Retired Teacher Debuts Exhibit At Library

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When Ray Seth Ehrlich was first hired in the Port Washington School District in 1974, he worked as a shop teacher at Sousa for years before migrating to Weber Jr. High where he was tasked by the district with developing a full-blown technology program for the schools.
A monumental effort, Ehrlich applied his skills to bring the schools into the 21st century and the course once named shop turned into tech on thousands of students’ daily class schedules.

After 36 years, Ehrlich called it quits and retired (well, sort of), using his talent and renovating his Port Washington home where he moved to with his wife, Lauren, a retired library teacher. But holding tools in his hands all his life made him itchy to create more abstract art and expand his skills to go where no other artist has ever gone before. The result is a workroom filled with intricate hand-made acoustic guitars and one-of-a-kind 17-foot custom wood-inlaid kayaks that people often refer to as “one of the pinnacles of fine woodwork.” In fact, Popular Science, Guitar Magazine and Men’s Journal featured him in issues for his craftsmanship. And now the Port Washington Library will recognize his unique artistic abilities with an art display on Oct. 2 through 31, featuring (another first for Ehrlich) 43 wild creations of jewelry boxes that could very possibly end up at the MOMA: a woman’s corset; a wave with a surfer; a charred box; a large zipper; a box of crayons; an artist’s palette and more. The whimsical, mysterious and thought-provoking jewelry box designs are covered in maple veneer that he says, “was inspired by my love and fascination of modern sculpture, modern architecture.”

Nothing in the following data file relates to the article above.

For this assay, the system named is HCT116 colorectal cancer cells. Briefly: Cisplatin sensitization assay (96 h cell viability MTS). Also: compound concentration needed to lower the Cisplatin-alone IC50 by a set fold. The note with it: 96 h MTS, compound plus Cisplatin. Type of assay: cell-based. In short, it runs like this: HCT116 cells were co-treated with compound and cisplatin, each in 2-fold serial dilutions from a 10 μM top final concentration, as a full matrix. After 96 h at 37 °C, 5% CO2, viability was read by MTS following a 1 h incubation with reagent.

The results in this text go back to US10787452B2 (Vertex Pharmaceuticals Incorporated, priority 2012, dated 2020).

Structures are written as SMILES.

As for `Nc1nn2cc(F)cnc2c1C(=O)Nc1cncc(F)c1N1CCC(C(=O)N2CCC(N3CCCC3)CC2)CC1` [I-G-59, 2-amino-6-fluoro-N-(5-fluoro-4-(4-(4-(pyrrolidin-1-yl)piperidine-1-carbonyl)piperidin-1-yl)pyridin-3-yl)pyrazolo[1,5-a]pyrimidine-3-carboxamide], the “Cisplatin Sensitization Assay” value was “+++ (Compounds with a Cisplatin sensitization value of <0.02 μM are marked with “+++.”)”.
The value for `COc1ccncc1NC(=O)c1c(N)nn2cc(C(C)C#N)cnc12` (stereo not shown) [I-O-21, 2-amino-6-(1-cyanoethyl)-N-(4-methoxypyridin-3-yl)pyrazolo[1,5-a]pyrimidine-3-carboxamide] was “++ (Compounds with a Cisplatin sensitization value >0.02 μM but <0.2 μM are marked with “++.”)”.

Ehrlich has frequented museums in NYC at least twice a week throughout his life and says he’s motivated by challenges, noting “A project is only interesting to me if I don’t know how to do it. If it’s a challenge, and of course there is always a certain amount of failure that occurs, but failure is fine. I consider it a learning experience as experimentation and failure go hand in hand. It’s part of the human experience.”

When Ehrlich isn’t immersed in working on creations using his tools—15 saws, sanders, 50 electric handlers, circular and band saws and a potter’s wheel—he practices Tai Chi, leads an ethics discussion, movie, a short story and book of the month club; a men’s group and is an officer at the North Shore Kayak Club. He and Lauren also travel extensively overseas.

The Port Library display in October is called “The Art of the Box.” It’s that and more. For a preview of his work visit YouTube, Art-of-the-box.

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